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Netflix sheds light on its ‘approved cameras’ for filmmakers

Netflix invests huge sums of money on original content in its ongoing quest to retain subscribers and attract new ones.

But did you know that commissioned production companies are expected to only use cameras approved by the streaming giant?

In a recent video (below), Netflix shed some light on how it works with camera makers and production companies to ensure high standards when it comes to selecting devices for its “approved cameras” list.

Approved Cameras - Behind the Scenes

In the video, Netflix camera systems specialist Kris Prygrocki kicks off by pointing out a common misconception, which is that the company’s only requirement for its approved list is 4K capture capability. Of course, high-resolution imagery is certainly important, but Prygrocki says it’s “not everything,” citing a long list of other criteria such as the quality of a camera’s dynamic range, color reproduction, noise performance, sensor readout speed, compression, and so on.

The video includes a look at some of the high-precision testing equipment that Netflix uses to test a camera’s image performance, though the company also keeps in touch with the camera makers to ensure its testers are operating the gear in a way that achieves the best results.

Prygrocki also points out that Netflix isn’t “putting together these specifications in a vacuum behind closed doors,” explaining that its camera requirements are the result of feedback from the filmmakers, who let it know what features are important to them.

Netflix’s list of approved cameras currently comprises 48 devices made by ARRI, Canon, Panasonic, Red, Panavision, Sony, and Blackmagic.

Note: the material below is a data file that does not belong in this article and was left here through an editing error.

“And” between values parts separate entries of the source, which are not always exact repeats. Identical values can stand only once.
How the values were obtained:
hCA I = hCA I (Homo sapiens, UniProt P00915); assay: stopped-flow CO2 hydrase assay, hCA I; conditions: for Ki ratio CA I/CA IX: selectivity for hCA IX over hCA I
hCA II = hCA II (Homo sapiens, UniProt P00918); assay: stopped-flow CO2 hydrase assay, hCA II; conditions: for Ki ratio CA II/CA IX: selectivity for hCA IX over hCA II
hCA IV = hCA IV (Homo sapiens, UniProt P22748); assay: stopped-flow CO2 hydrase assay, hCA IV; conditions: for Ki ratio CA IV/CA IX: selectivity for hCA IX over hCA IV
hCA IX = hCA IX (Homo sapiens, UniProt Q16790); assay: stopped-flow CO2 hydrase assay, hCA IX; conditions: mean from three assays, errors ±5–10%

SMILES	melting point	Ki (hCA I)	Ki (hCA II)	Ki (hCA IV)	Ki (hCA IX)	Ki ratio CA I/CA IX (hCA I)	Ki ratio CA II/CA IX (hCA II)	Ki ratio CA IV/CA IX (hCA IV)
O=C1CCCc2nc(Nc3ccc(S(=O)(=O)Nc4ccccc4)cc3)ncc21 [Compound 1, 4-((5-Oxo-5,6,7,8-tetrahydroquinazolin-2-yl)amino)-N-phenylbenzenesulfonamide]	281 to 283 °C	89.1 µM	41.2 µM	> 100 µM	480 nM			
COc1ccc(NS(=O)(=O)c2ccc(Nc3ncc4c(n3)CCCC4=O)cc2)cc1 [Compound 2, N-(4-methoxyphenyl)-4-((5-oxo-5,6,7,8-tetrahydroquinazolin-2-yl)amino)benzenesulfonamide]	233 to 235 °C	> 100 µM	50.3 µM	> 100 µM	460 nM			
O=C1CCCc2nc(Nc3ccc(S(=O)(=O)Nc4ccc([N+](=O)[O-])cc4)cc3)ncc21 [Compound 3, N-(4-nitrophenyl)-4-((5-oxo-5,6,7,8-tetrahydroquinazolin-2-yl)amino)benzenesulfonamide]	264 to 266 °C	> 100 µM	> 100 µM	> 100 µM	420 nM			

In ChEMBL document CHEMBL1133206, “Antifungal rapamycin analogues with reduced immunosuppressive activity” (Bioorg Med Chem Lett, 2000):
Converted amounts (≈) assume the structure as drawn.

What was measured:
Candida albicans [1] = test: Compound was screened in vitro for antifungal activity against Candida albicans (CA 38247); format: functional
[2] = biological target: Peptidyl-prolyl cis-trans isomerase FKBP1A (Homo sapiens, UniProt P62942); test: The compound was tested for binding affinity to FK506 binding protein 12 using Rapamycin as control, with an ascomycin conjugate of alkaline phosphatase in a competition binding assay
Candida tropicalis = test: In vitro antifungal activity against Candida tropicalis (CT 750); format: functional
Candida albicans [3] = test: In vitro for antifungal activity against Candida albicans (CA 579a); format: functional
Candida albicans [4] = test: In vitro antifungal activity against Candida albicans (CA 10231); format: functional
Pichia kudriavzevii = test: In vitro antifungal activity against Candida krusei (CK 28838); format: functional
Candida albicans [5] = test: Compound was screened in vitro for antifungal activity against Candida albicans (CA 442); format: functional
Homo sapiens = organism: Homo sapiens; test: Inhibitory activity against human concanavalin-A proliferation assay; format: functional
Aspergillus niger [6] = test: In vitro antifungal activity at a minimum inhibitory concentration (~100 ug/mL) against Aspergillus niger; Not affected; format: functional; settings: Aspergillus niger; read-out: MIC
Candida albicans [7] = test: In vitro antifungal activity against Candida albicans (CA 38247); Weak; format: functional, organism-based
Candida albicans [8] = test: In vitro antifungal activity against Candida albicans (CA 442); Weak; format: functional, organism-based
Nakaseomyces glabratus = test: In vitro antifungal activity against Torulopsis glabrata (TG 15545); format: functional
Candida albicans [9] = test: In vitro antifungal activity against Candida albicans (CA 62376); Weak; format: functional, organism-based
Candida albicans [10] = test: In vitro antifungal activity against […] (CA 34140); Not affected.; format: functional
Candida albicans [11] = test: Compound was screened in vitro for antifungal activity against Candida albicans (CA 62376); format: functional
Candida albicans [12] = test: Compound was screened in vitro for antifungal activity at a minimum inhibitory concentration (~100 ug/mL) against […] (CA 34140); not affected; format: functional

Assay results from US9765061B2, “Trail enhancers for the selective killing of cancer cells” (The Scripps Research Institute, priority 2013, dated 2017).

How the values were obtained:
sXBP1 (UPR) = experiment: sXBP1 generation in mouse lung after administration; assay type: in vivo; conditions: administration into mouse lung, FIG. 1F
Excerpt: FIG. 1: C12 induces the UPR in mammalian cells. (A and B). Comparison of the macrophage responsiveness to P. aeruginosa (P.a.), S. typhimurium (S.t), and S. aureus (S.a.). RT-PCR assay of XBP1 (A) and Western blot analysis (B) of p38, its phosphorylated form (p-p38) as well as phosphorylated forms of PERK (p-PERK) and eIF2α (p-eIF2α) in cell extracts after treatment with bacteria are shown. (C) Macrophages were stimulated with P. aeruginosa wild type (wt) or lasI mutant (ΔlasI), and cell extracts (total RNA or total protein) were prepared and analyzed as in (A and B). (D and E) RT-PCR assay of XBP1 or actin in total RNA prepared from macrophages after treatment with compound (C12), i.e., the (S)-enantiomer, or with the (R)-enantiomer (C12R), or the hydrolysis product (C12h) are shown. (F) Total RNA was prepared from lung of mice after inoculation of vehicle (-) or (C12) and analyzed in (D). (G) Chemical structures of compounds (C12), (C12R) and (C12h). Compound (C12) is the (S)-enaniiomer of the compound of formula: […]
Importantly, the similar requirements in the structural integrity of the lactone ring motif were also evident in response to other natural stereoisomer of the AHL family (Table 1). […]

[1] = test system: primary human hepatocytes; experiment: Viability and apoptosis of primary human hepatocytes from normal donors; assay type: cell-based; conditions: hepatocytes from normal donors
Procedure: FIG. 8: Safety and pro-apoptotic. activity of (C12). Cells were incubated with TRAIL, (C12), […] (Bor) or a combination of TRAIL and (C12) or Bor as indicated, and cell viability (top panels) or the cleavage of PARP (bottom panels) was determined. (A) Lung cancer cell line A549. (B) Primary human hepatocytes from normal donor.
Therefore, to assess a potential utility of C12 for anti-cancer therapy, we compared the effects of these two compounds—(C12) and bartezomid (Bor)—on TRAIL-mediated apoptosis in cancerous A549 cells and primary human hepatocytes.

Netflix’s high standards mean that it’s difficult for some devices like drone cameras and action cameras to get on the list. That’s fine, though, as the company won’t stand in the way if specialist camera kit is needed for a particular shot.

“Imagine you’re trying to capture the wing flutter of a hummingbird at 1,000 frames per second, or perhaps you need to mount a camera to a car crashing into a wall,” Prygrocki says. “These are shots that you just can’t achieve without the use of a specialized system, and we get that.”

So although you won’t find devices like small action cameras on the approved list, Netflix says it’s fine for production companies to use such gear so long as they select the very best option available.

“Remember,” Prygrocki says, “everything we push for is an effort to help our filmmakers make their best possible work — what we call filmmaker joy.”

Check out Digital Trends’ guide for the best Netflix-made movies available on the streaming service today. And yes, all of them will have been mostly shot with cameras on the company’s approved list.

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Trevor Mogg
Contributing Editor
Not so many moons ago, Trevor moved from one tea-loving island nation that drives on the left (Britain) to another (Japan)…
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